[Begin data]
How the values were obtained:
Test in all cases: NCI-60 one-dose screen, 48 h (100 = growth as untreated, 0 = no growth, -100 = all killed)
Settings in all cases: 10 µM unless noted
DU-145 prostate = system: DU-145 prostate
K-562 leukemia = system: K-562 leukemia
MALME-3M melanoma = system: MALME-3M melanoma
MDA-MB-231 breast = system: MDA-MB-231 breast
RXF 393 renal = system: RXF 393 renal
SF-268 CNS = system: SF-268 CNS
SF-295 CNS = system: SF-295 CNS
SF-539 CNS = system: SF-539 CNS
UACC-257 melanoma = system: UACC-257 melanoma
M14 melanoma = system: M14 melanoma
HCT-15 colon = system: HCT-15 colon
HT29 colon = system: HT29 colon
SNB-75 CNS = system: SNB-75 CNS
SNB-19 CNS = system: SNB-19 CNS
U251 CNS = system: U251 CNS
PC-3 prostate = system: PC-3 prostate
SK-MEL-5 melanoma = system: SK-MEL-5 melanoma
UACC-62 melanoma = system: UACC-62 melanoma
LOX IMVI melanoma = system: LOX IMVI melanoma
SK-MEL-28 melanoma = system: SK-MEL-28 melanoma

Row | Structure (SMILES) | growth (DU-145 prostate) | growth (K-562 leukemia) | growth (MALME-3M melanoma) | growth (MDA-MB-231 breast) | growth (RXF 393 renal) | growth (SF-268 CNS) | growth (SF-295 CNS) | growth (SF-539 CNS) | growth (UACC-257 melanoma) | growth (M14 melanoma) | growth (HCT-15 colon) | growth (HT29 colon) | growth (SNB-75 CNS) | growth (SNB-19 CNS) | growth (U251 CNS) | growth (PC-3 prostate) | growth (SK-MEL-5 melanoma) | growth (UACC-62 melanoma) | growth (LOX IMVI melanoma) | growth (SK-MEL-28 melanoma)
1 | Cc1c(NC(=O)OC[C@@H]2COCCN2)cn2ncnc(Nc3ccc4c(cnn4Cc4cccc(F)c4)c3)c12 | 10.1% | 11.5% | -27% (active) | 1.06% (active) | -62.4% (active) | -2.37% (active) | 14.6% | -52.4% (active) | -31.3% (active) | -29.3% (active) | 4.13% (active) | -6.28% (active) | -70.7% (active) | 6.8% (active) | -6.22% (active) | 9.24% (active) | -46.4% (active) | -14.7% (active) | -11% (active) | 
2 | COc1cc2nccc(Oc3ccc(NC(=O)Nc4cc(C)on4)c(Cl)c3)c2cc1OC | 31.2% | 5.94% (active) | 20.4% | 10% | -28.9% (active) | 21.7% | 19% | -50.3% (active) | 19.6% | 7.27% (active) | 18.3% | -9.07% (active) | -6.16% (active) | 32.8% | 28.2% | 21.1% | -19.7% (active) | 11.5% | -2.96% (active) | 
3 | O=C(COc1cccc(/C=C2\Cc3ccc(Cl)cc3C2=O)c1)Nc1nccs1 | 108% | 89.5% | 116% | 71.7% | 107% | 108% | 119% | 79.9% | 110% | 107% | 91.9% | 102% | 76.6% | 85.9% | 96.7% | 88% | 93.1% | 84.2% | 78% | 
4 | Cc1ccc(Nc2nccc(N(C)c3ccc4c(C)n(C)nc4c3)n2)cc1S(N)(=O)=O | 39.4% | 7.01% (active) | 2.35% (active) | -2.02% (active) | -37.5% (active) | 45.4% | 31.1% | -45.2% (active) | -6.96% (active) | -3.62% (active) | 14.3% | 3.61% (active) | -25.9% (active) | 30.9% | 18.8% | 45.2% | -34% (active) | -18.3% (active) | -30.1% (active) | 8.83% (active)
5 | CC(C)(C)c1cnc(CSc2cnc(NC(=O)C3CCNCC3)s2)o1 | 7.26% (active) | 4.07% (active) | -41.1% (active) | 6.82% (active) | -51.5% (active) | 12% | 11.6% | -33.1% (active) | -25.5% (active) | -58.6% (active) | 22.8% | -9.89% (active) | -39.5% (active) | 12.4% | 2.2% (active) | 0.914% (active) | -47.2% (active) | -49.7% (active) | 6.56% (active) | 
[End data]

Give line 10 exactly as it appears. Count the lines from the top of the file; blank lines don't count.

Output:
SF-295 CNS = system: SF-295 CNS